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John McEnroe: In the Realm of Perfection review - a fascinating oddity | reviews, news & interviews

John McEnroe: In the Realm of Perfection review - a fascinating oddity

John McEnroe: In the Realm of Perfection review - a fascinating oddity

Love movies, love tennis, love this

Gil de Kermadec's 16mm cameras were clunky and noisy

Film buffs who are also tennis fans (there must be quite a few of us who fit in that particular Venn diagram) will love this quirky and experimental documentary by Julien Faraut, which uses archive footage and narration to examine the idea of a shared passion for cinema and sport, and how they may unite on film.

Faraut, as actor Mathieu Amalric explains in the voiceover, was working in the archives of the National Sport Institute in Paris when he discovered a huge pile of film reels by fellow Frenchman and documentarian Gil de Kermadec. They were part of a series of instructional 16mm films commissioned by the institute in the 1970s and 80s, made in collaboration with the French Tennis Federation. Each focused on a particular tennis star – including Guillermo Vilas, Bjorn Borg and Jimmy Connors - playing at the French Open. Between 1981 and 1985, his subject was John McEnroe.

The red clay of Roland Garros lends itself to the large screen; it's a superb, garish backdrop for a cinematographer's work, and the archive captures McEnroe when he was at the height of his powers – in 1984 he had an 82-3 singles winning record, which still stands.

In one of several informative anecdotes, Faraut tells how de Kermadec was once offered television footage rather than shooting his own 16mm film courtside with clunky cameras that whirred noisily (or too noisily for McEnroe at least). The filmmaker refused, and one sequence shows the acuteness of his decision.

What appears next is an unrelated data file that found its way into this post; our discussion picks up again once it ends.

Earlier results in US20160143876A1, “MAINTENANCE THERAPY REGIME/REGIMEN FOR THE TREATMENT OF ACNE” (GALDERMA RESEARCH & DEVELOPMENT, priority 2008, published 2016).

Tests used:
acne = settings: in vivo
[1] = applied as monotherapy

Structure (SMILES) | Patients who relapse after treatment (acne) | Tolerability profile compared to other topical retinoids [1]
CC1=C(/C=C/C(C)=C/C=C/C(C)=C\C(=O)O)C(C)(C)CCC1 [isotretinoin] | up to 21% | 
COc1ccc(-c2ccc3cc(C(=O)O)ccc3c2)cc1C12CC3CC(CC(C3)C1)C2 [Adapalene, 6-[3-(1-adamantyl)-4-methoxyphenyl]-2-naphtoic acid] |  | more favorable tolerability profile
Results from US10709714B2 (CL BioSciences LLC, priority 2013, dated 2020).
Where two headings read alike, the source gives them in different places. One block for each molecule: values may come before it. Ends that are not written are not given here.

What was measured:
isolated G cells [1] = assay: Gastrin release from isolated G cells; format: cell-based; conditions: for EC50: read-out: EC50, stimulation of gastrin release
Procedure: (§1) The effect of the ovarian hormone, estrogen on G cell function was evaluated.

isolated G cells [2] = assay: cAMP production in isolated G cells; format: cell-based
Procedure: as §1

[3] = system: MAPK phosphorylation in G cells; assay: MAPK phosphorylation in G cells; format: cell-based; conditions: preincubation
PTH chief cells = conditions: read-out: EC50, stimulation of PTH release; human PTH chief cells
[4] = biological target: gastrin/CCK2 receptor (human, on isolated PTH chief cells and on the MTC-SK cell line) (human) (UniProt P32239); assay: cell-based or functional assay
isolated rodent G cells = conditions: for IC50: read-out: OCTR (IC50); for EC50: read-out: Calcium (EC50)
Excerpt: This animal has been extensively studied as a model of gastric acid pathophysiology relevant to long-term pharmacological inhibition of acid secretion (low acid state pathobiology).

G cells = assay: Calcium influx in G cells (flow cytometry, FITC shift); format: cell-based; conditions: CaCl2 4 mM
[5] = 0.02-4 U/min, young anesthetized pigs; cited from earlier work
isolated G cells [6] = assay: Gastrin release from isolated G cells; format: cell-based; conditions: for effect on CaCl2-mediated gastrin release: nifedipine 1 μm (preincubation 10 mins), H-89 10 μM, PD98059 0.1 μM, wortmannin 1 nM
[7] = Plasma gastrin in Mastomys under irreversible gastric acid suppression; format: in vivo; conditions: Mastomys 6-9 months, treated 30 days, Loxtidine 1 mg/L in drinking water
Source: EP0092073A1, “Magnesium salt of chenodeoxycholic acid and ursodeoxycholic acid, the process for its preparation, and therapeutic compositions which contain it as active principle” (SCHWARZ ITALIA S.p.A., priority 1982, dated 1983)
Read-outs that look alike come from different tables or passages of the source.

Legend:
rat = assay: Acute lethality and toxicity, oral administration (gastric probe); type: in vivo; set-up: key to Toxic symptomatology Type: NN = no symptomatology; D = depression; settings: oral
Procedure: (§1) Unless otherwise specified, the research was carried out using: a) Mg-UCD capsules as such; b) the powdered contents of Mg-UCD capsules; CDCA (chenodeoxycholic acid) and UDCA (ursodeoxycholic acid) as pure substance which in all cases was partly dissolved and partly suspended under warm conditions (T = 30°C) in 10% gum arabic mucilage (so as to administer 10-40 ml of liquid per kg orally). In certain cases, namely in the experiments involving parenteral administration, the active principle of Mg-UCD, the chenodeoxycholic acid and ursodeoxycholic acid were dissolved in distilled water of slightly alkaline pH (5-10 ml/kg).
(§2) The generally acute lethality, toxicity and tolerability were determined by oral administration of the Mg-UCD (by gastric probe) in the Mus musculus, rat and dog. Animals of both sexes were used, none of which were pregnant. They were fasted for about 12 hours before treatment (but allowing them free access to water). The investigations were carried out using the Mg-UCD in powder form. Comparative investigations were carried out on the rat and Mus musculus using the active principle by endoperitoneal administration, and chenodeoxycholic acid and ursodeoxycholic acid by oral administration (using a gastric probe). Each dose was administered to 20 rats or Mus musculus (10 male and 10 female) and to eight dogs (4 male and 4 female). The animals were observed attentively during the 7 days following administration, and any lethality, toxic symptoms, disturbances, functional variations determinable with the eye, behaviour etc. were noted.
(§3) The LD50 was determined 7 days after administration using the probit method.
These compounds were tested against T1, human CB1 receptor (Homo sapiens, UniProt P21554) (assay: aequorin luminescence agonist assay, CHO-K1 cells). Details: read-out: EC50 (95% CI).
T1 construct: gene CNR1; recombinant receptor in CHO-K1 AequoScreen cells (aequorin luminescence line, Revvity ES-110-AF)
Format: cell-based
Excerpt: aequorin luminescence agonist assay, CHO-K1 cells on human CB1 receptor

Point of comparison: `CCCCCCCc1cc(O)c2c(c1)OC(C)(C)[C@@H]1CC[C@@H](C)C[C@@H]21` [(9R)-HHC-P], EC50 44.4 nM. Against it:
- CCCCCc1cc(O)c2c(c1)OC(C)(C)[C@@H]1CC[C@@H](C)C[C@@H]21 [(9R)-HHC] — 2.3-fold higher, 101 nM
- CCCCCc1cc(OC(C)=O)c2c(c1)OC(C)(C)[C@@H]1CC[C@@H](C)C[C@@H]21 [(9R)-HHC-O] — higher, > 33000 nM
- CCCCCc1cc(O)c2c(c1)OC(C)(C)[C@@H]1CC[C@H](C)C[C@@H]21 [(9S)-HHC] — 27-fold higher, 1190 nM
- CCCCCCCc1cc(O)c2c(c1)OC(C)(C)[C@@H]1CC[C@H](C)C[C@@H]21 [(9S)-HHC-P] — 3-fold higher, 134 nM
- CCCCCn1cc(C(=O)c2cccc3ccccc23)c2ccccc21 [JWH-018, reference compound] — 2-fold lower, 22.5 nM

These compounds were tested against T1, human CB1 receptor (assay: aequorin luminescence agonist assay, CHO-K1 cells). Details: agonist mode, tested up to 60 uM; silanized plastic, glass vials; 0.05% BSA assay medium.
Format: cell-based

On TV, we are used to seeing the equivalent of chop cuts or court-long views as the ball moves from one side of the net to the other. De Kermadec, using cameras at various angles and positions on court, concentrated solely on 3/4 shots of McEnroe (his opponents are barely seen) and in Faraut's edit we linger on the American and see him strain every sinew to close out each and every point. The accompanying music, much of it stirringly emotive, is no doubt to remind us of the operatic and heroic elements of physical grace and superhuman effort present in sport played at this level.

The film is a witty and impassioned study of the game and the art of directing – sports stars and filmmakers are, we see, both rigid in their pursuit of perfection – underlined by the quote from Jean-Luc Godard that bookends the film: “Cinema lies, sport doesn't”.

Faraut has devised a memorable soundtrack, too – Sonic Youth is blasted out at one point (a choice that would no doubt please McEnroe, a keen amateur musician with his own rock band), while a slow-motion sequence is shown to a Mozart accompaniment.

There are other amusing and inspired touches, too: Robert De Niro's “Did you fuck my wife?” speech from Raging Bull is played in the background as we see McEnroe in one of his rages at the umpire. The only thing missing is a to-camera contribution from McEnroe, who may have been able to reminisce with his usual dry humour.

The film has a timely release for tennis fans in the week before this year's French Open; it's an oddity but a fascinating one.

Read more films reviews at theartsdesk


Robert De Niro's “Did you fuck my wife?” speech from Raging Bull is played in the background as we see McEnroe in one of his rages


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Average: 4 (1 vote)

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